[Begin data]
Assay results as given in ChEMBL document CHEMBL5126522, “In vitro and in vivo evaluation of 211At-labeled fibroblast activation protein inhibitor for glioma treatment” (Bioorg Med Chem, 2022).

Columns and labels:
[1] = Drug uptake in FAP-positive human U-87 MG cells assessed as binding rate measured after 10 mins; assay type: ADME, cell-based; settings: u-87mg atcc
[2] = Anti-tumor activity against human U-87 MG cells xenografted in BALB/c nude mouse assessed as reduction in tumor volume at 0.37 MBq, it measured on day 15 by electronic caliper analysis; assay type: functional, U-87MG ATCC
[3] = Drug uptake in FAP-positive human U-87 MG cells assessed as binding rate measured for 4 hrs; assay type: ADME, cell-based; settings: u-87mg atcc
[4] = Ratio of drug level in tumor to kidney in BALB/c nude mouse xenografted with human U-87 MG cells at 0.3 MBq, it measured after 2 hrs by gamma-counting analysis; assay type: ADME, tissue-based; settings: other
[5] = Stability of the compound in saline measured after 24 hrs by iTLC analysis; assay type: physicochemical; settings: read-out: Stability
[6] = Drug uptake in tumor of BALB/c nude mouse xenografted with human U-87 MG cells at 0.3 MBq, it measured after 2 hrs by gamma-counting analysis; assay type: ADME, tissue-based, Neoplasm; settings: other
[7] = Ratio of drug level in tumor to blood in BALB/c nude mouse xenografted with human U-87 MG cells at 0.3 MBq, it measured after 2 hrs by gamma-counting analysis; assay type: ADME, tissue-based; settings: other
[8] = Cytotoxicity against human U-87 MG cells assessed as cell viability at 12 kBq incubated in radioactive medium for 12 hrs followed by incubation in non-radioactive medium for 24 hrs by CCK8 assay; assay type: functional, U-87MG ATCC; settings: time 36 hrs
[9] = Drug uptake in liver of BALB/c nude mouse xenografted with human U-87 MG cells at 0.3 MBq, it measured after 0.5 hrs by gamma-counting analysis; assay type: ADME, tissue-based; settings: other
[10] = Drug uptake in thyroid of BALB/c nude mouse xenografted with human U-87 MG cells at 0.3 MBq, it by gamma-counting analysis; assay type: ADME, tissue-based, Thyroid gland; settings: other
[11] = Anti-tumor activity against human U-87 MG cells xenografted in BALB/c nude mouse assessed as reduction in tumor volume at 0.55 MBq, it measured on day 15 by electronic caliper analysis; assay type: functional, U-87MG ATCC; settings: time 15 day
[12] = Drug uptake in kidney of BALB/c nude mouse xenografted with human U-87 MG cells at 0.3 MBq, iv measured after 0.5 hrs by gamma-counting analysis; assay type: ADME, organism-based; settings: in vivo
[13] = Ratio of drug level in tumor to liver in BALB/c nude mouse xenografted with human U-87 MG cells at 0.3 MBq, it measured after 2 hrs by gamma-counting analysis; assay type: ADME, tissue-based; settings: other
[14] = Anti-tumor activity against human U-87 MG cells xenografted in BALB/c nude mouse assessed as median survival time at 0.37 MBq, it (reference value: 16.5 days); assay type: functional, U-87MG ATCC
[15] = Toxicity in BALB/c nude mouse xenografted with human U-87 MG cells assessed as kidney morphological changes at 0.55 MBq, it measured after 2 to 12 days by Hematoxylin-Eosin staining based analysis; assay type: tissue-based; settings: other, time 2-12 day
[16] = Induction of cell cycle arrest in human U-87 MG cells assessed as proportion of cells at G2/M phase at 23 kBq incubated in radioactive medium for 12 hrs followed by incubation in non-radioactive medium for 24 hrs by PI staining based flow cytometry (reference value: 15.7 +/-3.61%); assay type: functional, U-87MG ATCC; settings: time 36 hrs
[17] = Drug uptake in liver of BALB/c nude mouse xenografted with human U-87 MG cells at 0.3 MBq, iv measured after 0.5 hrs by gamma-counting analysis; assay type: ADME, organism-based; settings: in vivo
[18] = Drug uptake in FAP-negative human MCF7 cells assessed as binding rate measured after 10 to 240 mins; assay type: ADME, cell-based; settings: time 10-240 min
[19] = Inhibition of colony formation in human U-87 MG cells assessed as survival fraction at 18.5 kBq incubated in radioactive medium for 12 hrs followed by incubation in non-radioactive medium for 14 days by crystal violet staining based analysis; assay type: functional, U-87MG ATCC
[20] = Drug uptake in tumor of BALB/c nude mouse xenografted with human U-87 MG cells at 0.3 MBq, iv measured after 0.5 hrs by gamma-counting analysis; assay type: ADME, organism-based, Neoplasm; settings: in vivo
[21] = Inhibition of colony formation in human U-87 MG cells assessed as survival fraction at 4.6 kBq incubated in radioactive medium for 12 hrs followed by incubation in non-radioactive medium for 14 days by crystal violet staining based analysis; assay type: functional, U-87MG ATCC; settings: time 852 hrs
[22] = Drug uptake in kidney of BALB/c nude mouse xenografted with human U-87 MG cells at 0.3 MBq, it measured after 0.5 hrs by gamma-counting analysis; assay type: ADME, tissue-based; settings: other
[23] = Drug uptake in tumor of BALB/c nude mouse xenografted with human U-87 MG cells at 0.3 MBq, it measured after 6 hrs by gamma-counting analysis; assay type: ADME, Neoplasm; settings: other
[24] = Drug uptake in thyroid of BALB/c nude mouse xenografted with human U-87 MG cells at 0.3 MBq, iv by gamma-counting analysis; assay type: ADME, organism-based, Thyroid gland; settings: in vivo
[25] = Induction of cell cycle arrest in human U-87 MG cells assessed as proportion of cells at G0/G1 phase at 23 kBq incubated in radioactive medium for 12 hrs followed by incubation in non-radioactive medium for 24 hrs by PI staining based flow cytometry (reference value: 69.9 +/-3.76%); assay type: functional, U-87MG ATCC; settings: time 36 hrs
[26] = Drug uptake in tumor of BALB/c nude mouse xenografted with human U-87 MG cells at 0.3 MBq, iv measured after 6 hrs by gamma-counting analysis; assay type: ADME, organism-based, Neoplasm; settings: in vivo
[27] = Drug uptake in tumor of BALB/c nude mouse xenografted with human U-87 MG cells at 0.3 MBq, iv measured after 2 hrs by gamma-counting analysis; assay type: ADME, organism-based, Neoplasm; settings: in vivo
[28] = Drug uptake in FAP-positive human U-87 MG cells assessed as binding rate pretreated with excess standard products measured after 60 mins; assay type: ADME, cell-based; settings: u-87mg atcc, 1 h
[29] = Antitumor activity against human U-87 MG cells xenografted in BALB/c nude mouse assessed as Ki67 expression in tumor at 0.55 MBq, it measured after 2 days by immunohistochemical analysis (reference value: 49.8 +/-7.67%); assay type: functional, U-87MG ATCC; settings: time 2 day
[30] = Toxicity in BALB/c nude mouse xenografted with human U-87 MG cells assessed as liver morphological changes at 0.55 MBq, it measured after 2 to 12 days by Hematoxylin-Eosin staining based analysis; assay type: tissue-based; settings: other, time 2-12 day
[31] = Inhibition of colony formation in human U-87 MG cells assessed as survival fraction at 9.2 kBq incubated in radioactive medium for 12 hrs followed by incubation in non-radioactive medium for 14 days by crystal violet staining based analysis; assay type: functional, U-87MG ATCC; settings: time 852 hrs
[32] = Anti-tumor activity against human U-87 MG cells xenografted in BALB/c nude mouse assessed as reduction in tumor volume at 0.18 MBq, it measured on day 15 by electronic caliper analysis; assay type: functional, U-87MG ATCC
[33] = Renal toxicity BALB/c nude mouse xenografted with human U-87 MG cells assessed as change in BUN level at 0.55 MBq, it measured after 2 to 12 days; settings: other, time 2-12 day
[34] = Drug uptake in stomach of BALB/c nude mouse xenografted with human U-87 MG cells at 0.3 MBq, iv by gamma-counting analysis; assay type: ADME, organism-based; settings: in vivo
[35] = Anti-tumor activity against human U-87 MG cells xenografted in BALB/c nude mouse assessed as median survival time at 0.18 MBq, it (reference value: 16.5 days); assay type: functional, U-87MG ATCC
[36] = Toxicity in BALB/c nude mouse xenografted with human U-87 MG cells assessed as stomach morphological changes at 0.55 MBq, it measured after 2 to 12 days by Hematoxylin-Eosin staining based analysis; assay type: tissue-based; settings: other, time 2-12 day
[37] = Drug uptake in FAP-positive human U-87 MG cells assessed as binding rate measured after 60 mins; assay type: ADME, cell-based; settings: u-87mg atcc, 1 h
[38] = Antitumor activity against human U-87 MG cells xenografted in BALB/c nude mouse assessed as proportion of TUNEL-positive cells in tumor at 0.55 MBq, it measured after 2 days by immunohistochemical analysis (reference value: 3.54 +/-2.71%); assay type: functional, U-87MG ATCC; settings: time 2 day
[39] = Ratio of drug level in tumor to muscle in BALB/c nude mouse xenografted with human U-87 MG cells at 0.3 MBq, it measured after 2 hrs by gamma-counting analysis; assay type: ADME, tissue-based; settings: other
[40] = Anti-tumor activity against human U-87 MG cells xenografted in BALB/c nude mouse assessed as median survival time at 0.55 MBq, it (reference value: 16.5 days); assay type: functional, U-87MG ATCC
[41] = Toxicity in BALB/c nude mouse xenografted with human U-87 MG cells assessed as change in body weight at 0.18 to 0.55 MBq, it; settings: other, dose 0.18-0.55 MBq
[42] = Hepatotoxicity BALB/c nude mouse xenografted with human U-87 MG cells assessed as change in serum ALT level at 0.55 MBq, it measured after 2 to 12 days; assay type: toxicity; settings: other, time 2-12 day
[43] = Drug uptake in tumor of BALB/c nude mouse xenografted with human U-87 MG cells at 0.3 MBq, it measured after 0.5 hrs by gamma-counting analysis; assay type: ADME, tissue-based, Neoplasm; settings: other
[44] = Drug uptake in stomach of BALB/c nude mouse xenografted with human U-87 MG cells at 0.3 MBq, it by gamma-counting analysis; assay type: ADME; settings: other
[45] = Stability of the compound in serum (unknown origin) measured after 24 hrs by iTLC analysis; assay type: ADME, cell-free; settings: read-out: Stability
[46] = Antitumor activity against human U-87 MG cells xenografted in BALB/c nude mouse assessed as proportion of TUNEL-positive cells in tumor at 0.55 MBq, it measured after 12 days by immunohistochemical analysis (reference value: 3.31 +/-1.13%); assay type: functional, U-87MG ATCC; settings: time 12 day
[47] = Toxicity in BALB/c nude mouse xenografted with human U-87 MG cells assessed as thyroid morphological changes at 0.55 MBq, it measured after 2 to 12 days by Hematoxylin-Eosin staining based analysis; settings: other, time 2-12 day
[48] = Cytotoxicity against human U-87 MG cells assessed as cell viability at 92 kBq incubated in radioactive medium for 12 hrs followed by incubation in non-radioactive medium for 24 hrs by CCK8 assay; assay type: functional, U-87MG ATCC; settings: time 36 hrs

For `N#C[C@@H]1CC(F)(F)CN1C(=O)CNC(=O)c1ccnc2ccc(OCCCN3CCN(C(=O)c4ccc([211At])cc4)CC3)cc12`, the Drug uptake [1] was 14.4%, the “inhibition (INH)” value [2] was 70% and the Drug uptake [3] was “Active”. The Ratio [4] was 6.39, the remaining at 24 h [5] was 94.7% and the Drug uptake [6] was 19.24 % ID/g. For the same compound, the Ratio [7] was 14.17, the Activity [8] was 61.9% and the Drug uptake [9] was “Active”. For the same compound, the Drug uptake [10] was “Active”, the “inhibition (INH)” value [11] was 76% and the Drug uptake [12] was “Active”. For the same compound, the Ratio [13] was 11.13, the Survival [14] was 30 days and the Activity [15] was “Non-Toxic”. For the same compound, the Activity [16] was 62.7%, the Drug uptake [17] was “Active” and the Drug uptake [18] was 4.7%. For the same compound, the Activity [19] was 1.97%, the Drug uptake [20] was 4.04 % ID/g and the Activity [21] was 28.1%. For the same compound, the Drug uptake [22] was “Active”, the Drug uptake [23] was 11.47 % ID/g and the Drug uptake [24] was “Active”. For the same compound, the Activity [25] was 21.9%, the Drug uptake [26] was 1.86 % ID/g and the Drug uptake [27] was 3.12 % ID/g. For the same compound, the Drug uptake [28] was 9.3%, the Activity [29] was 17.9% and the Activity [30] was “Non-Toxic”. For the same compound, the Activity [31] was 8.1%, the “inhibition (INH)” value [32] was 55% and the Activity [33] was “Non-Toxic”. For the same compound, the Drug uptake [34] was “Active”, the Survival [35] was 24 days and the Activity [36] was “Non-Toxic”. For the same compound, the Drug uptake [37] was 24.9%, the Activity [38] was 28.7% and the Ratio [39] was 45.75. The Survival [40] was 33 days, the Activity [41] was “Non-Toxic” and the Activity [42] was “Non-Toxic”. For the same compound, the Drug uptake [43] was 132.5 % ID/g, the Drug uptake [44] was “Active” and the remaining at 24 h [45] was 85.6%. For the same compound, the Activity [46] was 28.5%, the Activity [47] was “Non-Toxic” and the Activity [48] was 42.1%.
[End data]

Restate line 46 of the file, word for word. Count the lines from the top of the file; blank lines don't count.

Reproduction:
[44] = Drug uptake in stomach of BALB/c nude mouse xenografted with human U-87 MG cells at 0.3 MBq, it by gamma-counting analysis; assay type: ADME; settings: other